Sunday, July 25, 2010

Weight-Bearing Exercise that Doesn't Wear You Out

Exercise makes bones and muscles stronger and prevents bone loss.  Exercise also helps us to stay active and mobile as we grow older.  Bone is living tissue that responds to exercise by becoming stronger, just as muscles do.  When you are inactive, your bones do not receive any messages that they need to stay strong and dense.  Particularly as we grow older, this contributes to lower bone mass and density.

If you are already diagnosed with osteoporosis (decreased bone mineral density, resulting in porous bones) or osteopenia (low bone mineral density, a precursor to osteoporosis), you may feel you face a classic Catch-22 position: You are advised to do weight-bearing impact exercises that force you to work against gravity and bear weight on your bones, joints, and muscles.  Such exercise is needed to stimulate cells that build bone but actually can result in joint destruction and bone fractures.

Weight-bearing exercise stimulates a mini electrical current in your skeleton that draws strengthening minerals right into the bone matrix.  A well-rounded yoga practice includes weight-bearing postures and takes your body through its full range of motion; lengthens your spine; opens your posture; and stretches and strengthens your muscles in a balanced way, which reduces wear and tear on your joints.

The challenge as we grow older is to exercise in a way that does not contribute to bone fractures or have a negative effect on your joints.  The usual forms of weight-bearing high-impact exercise, such as jogging and various other sports, are known to stimulate the cells that build bone.  Unfortunately, with the passage of time, such forms of movement often contribute to joint destruction that can result in hip and knee replacements.

Recent studies report that yoga improves the actual congruence of joints, undoing (reversing) the wear and tear that is responsible for osteoarthritis.  Nonimpact, nonweight-bearing exercise, such as swimming, won't wear out your joints, but it won't strengthen your bones either.  The good news is that a balanced yoga practice can give you all the positive benefits of weight-bearing exercise without negative wear and tear on the joints!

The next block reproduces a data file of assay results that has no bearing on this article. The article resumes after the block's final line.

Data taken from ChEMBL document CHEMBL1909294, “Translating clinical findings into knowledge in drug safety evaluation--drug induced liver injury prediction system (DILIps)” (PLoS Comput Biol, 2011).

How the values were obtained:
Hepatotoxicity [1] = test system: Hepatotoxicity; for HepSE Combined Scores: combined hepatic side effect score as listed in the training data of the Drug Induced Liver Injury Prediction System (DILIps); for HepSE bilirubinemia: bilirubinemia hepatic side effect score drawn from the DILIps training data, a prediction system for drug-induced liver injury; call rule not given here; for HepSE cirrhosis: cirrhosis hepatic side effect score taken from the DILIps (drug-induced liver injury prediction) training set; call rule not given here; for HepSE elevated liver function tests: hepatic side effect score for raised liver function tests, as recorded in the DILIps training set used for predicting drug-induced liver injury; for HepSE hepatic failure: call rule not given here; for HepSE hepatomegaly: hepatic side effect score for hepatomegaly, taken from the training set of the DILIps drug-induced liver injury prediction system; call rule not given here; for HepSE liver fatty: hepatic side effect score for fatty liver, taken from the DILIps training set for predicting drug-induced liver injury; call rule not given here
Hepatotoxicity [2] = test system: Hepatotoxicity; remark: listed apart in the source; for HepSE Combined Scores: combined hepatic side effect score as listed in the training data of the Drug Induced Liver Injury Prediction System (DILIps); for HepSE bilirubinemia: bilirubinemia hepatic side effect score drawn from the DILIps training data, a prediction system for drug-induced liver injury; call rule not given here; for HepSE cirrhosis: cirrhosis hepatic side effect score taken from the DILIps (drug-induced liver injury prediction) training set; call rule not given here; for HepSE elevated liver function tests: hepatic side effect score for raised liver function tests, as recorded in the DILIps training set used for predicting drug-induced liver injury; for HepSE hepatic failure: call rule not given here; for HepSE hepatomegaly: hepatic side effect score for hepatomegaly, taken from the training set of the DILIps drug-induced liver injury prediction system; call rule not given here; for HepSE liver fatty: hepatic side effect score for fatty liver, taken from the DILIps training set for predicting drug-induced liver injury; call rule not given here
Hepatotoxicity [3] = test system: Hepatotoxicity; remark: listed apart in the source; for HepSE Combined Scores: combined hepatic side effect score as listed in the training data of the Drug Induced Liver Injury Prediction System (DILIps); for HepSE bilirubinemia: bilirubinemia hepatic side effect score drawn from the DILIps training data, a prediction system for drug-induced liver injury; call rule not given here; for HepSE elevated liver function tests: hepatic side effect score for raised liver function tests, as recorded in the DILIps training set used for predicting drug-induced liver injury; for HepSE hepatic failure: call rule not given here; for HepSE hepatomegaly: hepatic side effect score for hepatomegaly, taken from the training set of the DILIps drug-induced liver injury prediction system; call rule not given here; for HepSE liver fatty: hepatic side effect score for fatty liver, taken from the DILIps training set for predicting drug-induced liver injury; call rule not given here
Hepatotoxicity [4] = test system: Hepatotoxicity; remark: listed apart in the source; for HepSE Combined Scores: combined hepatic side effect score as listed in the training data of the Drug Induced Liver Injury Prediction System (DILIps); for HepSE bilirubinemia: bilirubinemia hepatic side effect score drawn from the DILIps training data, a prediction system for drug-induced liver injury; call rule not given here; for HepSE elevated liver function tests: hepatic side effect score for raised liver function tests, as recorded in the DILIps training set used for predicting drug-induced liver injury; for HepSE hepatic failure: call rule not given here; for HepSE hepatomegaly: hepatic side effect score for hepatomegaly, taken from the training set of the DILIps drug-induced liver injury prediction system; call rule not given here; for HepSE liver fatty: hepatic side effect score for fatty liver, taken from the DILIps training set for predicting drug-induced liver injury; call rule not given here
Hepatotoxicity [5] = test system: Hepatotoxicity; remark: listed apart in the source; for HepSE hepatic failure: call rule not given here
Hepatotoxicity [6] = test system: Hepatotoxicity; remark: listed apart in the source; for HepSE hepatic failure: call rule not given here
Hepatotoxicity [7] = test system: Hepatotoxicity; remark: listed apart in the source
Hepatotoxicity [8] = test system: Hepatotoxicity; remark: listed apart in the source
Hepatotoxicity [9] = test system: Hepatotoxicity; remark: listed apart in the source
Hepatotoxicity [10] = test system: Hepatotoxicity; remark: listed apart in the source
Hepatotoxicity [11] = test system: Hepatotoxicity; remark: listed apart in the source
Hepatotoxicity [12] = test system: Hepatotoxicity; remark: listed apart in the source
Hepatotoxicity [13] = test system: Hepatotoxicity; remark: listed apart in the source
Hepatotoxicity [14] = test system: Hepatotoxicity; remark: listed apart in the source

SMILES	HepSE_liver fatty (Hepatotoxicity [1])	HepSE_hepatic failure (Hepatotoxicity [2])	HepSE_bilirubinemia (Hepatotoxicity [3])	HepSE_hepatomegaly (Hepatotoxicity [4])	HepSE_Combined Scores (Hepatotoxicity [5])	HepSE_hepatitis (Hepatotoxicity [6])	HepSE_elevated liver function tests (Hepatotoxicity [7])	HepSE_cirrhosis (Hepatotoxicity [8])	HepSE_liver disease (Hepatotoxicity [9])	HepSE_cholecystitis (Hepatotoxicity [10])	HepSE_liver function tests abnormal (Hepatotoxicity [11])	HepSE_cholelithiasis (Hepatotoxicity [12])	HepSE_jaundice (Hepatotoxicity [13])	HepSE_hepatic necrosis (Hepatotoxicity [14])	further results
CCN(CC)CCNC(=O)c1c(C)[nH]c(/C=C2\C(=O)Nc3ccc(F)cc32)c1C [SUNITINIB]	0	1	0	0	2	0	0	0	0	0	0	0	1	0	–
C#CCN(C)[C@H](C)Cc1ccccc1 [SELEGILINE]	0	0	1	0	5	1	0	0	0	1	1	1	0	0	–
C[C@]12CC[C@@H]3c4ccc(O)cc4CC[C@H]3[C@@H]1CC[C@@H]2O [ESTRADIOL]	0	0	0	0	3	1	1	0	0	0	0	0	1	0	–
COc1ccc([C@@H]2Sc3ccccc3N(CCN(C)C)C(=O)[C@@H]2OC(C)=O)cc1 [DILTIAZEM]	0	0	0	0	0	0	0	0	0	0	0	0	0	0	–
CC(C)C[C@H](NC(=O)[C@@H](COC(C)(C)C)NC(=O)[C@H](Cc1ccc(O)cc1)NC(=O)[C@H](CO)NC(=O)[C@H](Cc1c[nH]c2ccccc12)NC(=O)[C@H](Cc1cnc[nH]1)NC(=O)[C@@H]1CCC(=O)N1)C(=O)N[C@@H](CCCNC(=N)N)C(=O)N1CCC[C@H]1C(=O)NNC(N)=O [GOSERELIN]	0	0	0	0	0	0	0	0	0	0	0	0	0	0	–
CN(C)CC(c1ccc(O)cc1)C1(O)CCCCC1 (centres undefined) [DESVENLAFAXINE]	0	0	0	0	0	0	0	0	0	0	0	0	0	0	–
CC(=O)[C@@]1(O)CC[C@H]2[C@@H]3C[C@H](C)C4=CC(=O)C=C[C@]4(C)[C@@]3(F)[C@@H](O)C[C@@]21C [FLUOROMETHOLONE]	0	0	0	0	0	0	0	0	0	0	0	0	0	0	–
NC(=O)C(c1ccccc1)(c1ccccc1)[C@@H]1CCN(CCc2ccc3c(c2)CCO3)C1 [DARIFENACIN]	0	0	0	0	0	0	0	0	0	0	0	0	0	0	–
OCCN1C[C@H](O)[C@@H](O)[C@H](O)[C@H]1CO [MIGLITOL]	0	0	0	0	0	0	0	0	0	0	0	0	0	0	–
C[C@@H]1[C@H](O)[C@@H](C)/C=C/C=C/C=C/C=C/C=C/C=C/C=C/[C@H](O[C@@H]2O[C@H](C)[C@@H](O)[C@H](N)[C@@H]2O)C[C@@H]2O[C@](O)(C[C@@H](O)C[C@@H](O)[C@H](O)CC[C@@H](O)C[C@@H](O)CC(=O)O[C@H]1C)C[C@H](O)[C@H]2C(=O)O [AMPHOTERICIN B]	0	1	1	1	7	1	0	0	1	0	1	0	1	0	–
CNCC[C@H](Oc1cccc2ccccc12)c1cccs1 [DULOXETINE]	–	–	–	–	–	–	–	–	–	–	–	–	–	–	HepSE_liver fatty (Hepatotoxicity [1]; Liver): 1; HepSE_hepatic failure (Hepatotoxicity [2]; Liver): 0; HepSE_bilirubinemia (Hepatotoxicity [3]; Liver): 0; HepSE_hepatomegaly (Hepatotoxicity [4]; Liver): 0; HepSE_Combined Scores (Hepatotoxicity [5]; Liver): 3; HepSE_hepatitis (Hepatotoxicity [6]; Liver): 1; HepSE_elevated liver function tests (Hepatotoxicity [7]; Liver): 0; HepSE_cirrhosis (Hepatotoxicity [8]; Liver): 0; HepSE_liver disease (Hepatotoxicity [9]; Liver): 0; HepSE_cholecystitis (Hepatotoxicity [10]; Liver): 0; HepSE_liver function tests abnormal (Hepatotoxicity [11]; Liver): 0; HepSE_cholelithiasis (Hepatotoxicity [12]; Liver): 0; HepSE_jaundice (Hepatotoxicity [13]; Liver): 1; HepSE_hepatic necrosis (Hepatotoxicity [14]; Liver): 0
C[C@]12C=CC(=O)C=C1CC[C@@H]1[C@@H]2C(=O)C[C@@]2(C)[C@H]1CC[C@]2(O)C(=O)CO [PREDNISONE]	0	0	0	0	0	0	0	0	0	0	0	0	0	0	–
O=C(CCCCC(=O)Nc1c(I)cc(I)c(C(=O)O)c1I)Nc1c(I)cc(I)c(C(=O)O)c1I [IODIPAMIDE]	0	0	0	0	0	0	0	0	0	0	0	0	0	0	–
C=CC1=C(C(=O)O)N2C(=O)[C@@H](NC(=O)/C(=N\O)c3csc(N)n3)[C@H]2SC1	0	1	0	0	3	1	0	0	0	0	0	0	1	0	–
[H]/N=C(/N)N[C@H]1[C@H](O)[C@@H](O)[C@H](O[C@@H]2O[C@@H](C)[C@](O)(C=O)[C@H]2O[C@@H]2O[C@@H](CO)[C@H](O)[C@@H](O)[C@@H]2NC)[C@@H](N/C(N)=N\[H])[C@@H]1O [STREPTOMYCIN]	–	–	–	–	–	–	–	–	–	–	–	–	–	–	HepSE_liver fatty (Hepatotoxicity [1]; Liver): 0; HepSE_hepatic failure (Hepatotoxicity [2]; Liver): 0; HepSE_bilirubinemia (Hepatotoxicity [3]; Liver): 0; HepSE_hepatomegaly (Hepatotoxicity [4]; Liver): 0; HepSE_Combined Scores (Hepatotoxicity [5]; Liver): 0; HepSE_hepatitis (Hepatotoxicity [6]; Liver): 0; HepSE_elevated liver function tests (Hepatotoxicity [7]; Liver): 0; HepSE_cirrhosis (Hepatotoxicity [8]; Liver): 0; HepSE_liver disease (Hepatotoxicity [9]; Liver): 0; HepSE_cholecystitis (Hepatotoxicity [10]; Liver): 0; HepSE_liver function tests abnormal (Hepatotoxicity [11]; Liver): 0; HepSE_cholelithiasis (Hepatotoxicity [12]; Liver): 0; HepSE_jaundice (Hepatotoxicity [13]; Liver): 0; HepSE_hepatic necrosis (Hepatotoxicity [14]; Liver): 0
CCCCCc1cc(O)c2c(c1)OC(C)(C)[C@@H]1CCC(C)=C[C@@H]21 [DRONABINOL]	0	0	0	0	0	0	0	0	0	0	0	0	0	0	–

Source from The New Yoga for Healthy Aging by Suza Francina

Friday, July 16, 2010

Hearty Handmade Shop New Product Update

Any of the above handmade items attracted you?  These are the new products updated by Hearty Handmade Shop lately. 

There are even more!  Please check it out at Hearty Handmade Shop to find more....:-)

Saturday, July 10, 2010

Yoga Posture: The Cross Triangle (Parivrtta Trikonasana)

Parivrtta means revolved, turned round or back.  Trikona is a triangle.  This is the revolving triangle posture.  It is a counter pose to Uttihita Triknasana.

This asana tones the thigh, calf and hamstring muscles.  The spine and muscles of the back are also made to function properly, as the pose increases the blood supply round the lower part of the spinal region.  The chest is expanded fully.  The pose relieves pains in the back, invigorates the abdominal organs and strengthens the hip muscles.

This is the twist.  All twists relieve backache, headache, and stiff necks and shoulders.  They improve spinal flexibility and open the hips.  They also stimulate the digestion by massaging the internal organs.

This asana improves the functioning of kidneys and strengthens the thigh muscles.

Note: Please perform the yoga under the guide of a certified yoga teacher especially for beginner. You are at your own risk and responsible if you perform on your own. Whatever provided here is just act as an information.

Source from Light on Yoga by B.K.S. Iyengar
                      Ashtanga Yoga for Women by Sally Griffyn & Michaela Clarke